Transcript Staff Writer

GOLDSBY -- Purcell and Goldsby have both annexed the same property, and the controversial move will be settled in court, lawyers said Tuesday.

The Town of Goldsby began the annexation process first, notifying the landowners in a 1 1/2-square-mile area of unincorporated land near Johnson Road. The area is bordered by I-35, SE 36th Avenue, Johnson Road and Highway 74.

When the City of Purcell found out about the possible annexation, they passed an emergency annexation measure May 24. The measure annexed the same area as Goldsby, as well as about 14 square miles more of unincorporated land around Purcell.

Neither Purcell nor Goldsby has a city property tax, but both collect sales taxes. Goldsby Mayor Cindy Scott said Purcell's sales tax is 4 percent, while Goldsby's is 2 percent.

Both communities' mayors said they want to receive sales tax revenues from any future businesses in the areas of proposed annexation.

The annexation would help regulate what goes into the area, protecting the rural lifestyle from encroachment, the mayors said.

Purcell's annexation was dependent on getting consent in writing from landowners of more than half the property to be annexed. Goldsby, being a town and not a city, is not required to get consent of the landowners in order to annex.

Both communities are required to follow certain steps set forward in Oklahoma statutes, however, including notifying landowners, printing the notice in a local newspaper and holding a public hearing.

Purcell's public hearing was 7 p.m. Friday. The city worked hard to squeeze in all the requirements before Goldsby's hearing 6 p.m. Monday.

Goldsby, however, says Purcell did not complete all the requirements for annexation. Goldsby will be filing an action claiming they have the right to annex the area, not Purcell, the town's lawyer said Tuesday.

"There are a number of things we believe they did wrong," attorney Bob Dill said.

For example, Dill said, a city is required to publish legal notice in a newspaper "of the county." Purcell published its notice in The Oklahoman, not The Purcell Register. Presumably, this was because the Register is a weekly paper and would not have printed in time to beat Goldsby to annexation.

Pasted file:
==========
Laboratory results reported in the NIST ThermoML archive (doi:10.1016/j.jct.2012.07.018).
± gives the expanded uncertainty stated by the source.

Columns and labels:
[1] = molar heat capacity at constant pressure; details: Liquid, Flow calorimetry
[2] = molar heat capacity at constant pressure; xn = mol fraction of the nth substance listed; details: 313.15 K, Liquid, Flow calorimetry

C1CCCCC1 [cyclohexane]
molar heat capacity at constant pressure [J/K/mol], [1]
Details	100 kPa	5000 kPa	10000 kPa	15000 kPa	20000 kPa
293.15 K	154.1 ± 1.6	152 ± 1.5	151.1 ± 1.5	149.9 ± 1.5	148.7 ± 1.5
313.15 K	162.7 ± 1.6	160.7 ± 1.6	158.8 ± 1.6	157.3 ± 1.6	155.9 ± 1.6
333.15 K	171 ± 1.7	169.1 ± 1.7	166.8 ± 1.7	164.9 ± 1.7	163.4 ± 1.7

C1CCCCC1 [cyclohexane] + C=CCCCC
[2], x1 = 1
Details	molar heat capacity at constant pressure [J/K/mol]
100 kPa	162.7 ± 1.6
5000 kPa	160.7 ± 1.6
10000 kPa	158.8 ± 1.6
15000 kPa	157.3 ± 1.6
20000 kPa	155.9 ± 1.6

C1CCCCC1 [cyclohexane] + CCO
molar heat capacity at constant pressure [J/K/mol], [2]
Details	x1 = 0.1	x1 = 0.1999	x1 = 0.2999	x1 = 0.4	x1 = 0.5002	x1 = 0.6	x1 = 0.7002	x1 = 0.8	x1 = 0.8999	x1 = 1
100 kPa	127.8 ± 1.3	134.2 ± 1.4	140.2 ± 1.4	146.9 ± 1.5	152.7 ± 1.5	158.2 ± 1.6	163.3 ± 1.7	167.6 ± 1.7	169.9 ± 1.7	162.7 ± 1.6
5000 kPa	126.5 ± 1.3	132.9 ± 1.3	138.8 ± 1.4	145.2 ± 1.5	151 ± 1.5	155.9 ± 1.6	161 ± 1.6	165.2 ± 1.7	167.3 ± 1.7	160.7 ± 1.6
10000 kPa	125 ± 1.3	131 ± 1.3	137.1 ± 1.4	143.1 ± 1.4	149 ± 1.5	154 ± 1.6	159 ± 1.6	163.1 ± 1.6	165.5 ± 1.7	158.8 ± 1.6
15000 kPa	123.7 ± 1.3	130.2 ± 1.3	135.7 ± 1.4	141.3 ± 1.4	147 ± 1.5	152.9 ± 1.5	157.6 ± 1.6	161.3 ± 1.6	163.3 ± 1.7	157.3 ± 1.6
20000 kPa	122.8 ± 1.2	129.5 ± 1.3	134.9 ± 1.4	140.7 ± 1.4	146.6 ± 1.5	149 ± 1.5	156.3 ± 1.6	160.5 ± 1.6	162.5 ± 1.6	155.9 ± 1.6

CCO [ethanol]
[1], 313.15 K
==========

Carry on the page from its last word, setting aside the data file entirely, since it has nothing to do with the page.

This is only one example of the ways Purcell did not fully comply with Oklahoma statute in annexing the property, Dill said.

So Goldsby officially approved the annexation at its meeting Monday, despite Purcell already approving annexation of the same property.

The meeting Friday evening in Purcell lasted until 2 a.m. More than 100 people showed up for some part of the meeting. Councilmembers seemed surprised at the turnout.

Purcell Mayor Betty Gerhard said councilmembers passed the annexation as a reaction to Goldsby's action, but weren't sure how the landowners in the area felt about it.

The most vocal at the meeting lived in the areas not immediately threatened by Goldsby's annexation and were adamantly opposed to annexation.

"I'm out there by myself, and I wanna stay there by myself," said Jack Roth. Roth, who runs the Oklahoma Horseshoeing School east of I-35, wore an American flag hat and stomped from the podium in cowboy boots.

"We don't want Purcell; we don't want Goldsby -- we want to be left alone," landowner Jim Evans said at the meeting.

Those who owned land in the area also being annexed by Goldsby generally expressed a preference to be annexed by Purcell, such as David Caster who lives in the Johnson Road area.

After hearing the comments and complaints from landowners, the Purcell council decided to annex the area Goldsby was trying to annex, as well as some other areas around the city -- a little over three square miles, down drastically from its original 16 square miles, said Teddy Boles, code enforcement supervisor for Purcell.

Purcell received about 80 percent to 90 percent written consent to annex the area Goldsby had wanted to annex, Boles said.

"We had plenty of consent to take what we needed," he said.

The annexation was finalized at the county courthouse at about 3 p.m. Monday, he said.

The meeting Monday night in Goldsby was much more sedate, with only one landowner commenting on the annexation. The Goldsby Board of Trustees passed the annexation after Dill said they believed they had followed the law accurately in the annexation process.

Dill said Tuesday that a legal action was being prepared to challenge Purcell's claims to the annexed land. He said he hopes to receive a judgment "as quickly as possible so the residents in the area can know as quickly as possible to which if any community they belong to."

Purcell's attorney Ted Pool said Purcell will dispute Goldsby's legal claims and take it to court.

Those who wish to know if they are in the area annexed by Purcell may call the city at 527-4656, Boles said.

It is too late for anyone else to get in on this annexation, he said, but landowners in unincorporated McClain County may file a petition to be annexed in the future.

Julianna Parker


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